Frank Worthington’s daughter has questioned whether heading heavy leather footballs could have played a part in her father developing Alzheimer’s disease.
The Halifax-born former England striker, now 67, whose family is originally from Shelf, had a playing career spanning 26 years and is regarded as one of the game’s mavericks.
Having started out with Huddersfield, Worthington went on to make over 200 appearances for Leicester, with spells at the likes of Leeds United and Sunderland following.
He made 32 appearances for Leeds in 1982, netting 14 goals.
Kim-Malou Worthington said: “There have been a few wondering about my dad’s health recently and so I thought I should let you all know Frank Worthington has Alzheimer’s.
“He was diagnosed several years ago and has been holding it off with positive thinking and football.
“They say several footballers from my dad’s era seem to have suffered the same disease, possibly due to the constant heading of the heavy football back in the day.”
Another former England striker, Jeff Astle, died in 2002 from brain trauma which a coroner ruled was caused by heading heavy leather balls.
Alzheimer’s is the most common cause of dementia, symptoms of which include memory loss and difficulties with thinking, problem-solving or language.
Over the last 12 months, the families of England World Cup winners Martin Peters, Nobby Stiles and Ray Wilson have all spoken of the trio’s struggles with the disease.
Halifax-born Worthington, who played eight games and scored two goals for his country in 1974, was a flamboyant striker who, after leaving Leicester in 1977, took in a number of other clubs, ranging from Mjallby in Sweden to the Tampa Bay Rowdies in America.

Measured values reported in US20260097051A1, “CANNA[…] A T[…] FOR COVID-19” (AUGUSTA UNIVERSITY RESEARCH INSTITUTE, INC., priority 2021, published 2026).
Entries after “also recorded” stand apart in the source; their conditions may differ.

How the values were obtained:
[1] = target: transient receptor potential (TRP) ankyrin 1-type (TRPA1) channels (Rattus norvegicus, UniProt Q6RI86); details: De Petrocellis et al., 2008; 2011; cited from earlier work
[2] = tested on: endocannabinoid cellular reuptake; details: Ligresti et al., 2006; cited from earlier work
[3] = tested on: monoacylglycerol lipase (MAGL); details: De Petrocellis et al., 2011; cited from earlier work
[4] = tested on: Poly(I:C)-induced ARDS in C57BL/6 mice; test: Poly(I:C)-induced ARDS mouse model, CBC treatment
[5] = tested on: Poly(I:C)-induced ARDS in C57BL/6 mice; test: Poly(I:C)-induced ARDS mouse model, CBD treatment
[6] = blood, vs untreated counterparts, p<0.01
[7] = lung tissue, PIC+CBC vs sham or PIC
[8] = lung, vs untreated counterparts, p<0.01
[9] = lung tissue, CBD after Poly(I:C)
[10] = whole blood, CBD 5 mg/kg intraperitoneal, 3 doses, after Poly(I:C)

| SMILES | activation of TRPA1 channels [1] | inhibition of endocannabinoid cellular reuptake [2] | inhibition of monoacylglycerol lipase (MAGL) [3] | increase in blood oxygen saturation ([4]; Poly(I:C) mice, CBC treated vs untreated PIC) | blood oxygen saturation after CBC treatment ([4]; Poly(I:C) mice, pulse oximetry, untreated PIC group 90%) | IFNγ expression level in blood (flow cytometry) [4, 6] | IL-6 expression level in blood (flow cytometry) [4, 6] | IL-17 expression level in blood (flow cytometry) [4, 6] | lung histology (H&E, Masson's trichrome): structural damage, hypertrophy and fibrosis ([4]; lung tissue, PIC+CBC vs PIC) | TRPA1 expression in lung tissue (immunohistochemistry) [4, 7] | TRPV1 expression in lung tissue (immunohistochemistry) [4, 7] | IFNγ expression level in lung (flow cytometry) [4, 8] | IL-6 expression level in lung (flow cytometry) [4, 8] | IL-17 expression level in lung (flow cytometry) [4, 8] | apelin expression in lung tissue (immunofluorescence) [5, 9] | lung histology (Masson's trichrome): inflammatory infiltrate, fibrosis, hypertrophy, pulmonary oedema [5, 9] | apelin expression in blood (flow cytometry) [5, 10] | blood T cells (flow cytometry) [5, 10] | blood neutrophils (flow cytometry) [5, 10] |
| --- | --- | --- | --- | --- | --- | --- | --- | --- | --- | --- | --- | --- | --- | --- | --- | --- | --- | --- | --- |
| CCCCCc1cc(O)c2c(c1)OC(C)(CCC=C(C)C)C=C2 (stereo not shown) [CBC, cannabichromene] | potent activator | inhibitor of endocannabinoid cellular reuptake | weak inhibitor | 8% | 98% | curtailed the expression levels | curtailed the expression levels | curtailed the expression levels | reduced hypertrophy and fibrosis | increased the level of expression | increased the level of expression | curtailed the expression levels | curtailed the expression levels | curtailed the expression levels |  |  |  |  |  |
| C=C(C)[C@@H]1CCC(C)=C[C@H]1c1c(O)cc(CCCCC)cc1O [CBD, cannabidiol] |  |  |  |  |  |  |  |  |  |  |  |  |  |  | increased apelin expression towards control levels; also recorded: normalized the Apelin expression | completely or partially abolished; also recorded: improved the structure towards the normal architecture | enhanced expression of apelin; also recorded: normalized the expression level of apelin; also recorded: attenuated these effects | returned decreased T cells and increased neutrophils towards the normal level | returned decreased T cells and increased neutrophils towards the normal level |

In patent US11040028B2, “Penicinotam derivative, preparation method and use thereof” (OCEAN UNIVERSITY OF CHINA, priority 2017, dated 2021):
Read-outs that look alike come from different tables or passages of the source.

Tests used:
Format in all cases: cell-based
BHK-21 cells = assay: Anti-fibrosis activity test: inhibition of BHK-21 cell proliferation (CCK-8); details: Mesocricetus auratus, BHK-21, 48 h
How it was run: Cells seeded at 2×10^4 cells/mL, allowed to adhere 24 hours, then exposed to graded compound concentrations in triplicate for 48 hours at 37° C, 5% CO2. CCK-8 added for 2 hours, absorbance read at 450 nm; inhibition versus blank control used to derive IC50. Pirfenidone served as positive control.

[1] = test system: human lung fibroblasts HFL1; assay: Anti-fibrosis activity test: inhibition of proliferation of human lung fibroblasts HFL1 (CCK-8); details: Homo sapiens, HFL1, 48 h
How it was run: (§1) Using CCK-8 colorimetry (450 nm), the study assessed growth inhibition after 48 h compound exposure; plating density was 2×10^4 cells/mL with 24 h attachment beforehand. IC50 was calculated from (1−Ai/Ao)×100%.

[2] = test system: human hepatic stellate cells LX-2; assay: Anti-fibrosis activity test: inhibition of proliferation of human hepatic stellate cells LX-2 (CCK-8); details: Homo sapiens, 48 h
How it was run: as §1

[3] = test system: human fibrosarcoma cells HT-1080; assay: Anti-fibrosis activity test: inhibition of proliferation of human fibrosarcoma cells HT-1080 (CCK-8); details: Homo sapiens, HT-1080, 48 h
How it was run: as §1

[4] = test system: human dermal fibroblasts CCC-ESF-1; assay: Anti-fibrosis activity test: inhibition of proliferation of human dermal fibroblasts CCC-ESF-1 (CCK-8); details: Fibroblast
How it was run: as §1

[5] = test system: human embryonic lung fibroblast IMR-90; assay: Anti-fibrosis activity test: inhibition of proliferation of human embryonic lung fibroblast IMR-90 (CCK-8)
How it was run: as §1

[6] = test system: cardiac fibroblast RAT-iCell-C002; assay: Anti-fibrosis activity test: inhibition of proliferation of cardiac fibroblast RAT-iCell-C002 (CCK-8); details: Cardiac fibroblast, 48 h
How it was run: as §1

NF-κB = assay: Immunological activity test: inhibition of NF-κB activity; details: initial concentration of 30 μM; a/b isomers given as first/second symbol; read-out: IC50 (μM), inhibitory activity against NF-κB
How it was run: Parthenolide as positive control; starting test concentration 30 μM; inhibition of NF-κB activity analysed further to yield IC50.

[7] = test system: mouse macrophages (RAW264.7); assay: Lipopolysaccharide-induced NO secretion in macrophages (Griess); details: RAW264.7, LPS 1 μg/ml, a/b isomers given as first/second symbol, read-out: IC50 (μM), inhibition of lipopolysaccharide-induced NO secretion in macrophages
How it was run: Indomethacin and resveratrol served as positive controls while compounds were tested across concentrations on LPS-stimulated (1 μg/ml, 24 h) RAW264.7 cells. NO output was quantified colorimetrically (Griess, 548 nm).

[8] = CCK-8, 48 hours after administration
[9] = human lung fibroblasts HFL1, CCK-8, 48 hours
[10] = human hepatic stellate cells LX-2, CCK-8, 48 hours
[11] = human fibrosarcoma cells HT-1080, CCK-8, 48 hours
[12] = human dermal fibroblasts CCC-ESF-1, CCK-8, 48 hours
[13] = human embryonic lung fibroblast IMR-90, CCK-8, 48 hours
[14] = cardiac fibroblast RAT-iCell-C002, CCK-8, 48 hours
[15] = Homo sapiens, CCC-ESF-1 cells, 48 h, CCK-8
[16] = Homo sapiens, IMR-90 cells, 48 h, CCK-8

Worthington also caught the eye with Bolton in 1979 when he scored a wonderful individual goal in a Division One match against Ipswich.
He was also a target for Liverpool in the early 1970s but a proposed move to Anfield collapsed because he failed his medical as a result of high blood pressure.
As Worthington’s career ran down he had shorter stints with lower league clubs in England, as well as Galway United in Ireland. He also managed Tranmere in the mid-1980s and was player-coach at hometown club Halifax in the 1991-92 season.
Worthington also released an autobiography entitled ‘One Hump or Two’ which contained entertaining accounts from his playing days, as well as stories about his life off the pitch in an era which included similar entertainers such as George Best, Stan Bowles, Rodney Marsh and Tony Currie.
Kim-Malou took to Facebook with the news and fans were quick to offer their support.
She said: “As time goes by there are moments when you see the effects of Alzheimer’s and this is hard sometimes for all those involved with a loved one who has this disease.
“It’s a funny thing that the one big lesson my dad always taught me was ‘mind over matter’...no matter how hard life gets, being positive will pull you through, every adversity is an opportunity for change and growth.
“Thanks dad, that is the biggest gift you ever gave me. And now this silly Alzheimer’s is taking you away from all that you taught me.
“My heart goes out to all those affected by Alzheimer’s, what a journey it is for all those affected.”